Tax administration and policy
All participants acknowledged PFTAC’s key role in assisting with tax reform in the region. Cases of successfully implemented tax reform with PFTAC advice were contrasted with attempts that failed because PFTAC’s advice had not been sought. PFTAC’s role in promoting trade-friendly tax and customs regimes in a regional context was also discussed, with some participants advocating PFTAC involvement in establishing a regional tax body with functions similar to those of the Oceania Customs Organization. Others, however, expressed caution, arguing that such involvement would stretch PFTAC’s resources too thin, limiting its ability to provide country-level, hands-on technical assistance and training. Several participants said that management training, in addition to technical training, was vital for the success of technical assistance on tax and customs matters and hoped PFTAC would give attention to this area.
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Banking regulation and supervision
Discussants recognized that the environment has changed dramatically since PFTAC was first established, with the emergence of a large offshore banking sector and, most recently, concern over money laundering in the region. The Asian Development Bank, which is involved in policy-based lending conditional upon financial sector reforms, is particularly concerned with these developments. Eugene Zhukov, Financial Sector Specialist with the Asian Development Bank, expressed the hope that PFTAC would be able to address these problems, as well as expand into advising on the supervision of nonbank financial institutions. The Asian Development Bank, he said, supported the need for a regional supervisory authority, as proposed by PFTAC, and appreciated the center’s efforts to harmonize the regulatory framework within the region.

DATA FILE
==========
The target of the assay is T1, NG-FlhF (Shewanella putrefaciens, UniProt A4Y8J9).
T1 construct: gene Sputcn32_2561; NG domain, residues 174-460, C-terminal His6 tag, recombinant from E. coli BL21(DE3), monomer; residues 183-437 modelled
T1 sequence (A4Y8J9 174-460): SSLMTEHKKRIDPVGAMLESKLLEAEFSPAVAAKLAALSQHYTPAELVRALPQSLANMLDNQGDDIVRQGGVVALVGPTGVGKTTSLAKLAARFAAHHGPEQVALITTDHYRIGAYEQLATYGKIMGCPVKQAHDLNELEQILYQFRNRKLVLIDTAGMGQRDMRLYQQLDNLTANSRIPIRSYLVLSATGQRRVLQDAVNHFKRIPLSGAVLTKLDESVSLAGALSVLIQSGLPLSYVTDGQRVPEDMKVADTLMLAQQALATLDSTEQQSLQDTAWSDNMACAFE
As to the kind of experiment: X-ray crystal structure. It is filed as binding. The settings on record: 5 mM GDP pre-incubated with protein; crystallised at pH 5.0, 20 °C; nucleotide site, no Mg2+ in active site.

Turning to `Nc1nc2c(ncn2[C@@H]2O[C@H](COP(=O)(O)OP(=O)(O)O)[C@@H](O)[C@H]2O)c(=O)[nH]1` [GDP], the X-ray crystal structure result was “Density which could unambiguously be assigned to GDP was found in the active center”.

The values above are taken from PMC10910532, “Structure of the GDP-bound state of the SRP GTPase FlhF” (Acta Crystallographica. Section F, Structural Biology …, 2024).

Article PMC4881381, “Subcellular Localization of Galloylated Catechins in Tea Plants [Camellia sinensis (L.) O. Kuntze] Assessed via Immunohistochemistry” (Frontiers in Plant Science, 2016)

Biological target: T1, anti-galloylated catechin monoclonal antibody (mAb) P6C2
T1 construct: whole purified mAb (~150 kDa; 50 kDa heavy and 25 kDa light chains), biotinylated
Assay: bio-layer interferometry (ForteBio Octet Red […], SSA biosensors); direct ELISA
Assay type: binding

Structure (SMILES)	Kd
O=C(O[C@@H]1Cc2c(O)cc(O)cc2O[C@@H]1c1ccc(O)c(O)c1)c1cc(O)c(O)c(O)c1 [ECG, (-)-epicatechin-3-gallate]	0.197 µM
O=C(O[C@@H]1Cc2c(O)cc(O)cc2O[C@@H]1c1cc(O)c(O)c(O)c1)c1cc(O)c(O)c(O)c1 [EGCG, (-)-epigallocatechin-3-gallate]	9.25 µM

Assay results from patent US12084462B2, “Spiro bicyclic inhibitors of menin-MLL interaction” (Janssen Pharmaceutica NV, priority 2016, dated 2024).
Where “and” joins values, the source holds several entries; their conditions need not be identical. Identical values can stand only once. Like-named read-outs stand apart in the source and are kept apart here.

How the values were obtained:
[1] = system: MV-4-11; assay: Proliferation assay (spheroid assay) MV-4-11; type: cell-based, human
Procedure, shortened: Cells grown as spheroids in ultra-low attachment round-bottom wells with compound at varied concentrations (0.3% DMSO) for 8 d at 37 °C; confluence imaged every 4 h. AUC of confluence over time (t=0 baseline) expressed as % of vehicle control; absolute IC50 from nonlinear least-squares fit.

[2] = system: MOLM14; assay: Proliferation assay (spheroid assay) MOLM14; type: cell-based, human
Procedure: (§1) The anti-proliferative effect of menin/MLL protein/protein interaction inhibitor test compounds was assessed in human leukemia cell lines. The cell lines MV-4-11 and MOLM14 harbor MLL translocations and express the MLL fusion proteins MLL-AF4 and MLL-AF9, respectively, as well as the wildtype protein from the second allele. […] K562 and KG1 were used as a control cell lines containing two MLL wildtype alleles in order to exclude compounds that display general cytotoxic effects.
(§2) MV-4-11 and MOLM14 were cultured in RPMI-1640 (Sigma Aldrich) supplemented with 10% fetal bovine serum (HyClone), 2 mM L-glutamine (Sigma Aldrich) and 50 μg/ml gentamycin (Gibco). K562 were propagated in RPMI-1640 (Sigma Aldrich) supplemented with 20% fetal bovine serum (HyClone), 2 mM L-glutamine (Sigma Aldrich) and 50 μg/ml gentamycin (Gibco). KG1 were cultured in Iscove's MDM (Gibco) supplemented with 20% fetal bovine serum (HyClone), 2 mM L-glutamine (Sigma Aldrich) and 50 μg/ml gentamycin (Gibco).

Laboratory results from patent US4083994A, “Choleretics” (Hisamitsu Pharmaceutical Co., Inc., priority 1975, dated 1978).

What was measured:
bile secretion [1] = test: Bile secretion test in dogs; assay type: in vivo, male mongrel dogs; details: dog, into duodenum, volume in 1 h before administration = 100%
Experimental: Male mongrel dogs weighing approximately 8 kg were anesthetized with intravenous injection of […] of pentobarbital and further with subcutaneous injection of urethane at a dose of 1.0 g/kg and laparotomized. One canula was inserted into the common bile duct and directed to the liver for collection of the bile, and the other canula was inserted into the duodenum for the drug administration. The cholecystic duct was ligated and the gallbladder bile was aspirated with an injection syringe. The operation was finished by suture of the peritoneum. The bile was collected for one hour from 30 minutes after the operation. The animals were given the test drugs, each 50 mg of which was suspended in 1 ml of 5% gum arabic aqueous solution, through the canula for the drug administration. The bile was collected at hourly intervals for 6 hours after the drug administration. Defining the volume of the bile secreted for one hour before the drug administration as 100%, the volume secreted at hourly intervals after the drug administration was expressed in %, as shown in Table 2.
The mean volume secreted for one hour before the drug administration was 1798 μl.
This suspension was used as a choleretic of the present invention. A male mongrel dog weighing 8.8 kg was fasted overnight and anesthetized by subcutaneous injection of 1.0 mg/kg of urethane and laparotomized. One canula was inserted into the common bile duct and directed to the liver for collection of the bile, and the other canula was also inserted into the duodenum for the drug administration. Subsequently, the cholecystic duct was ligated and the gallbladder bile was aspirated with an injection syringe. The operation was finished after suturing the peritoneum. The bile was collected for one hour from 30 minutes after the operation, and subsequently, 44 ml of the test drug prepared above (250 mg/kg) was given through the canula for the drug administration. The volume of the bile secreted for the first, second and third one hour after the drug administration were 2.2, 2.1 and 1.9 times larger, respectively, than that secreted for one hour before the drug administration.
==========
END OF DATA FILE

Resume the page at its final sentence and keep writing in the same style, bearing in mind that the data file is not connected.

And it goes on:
Many participants noted that central banks were having to implement far-reaching reforms at the same time as they were building capacity, because staff with the requisite skills in prudential supervision did not exist. Some pointed to a recent decline in the provision of long-term capacity-building technical assistance by the IMF and other donors and expressed the hope that this falling off did not mean that PFTAC was expected to shoulder the entire burden.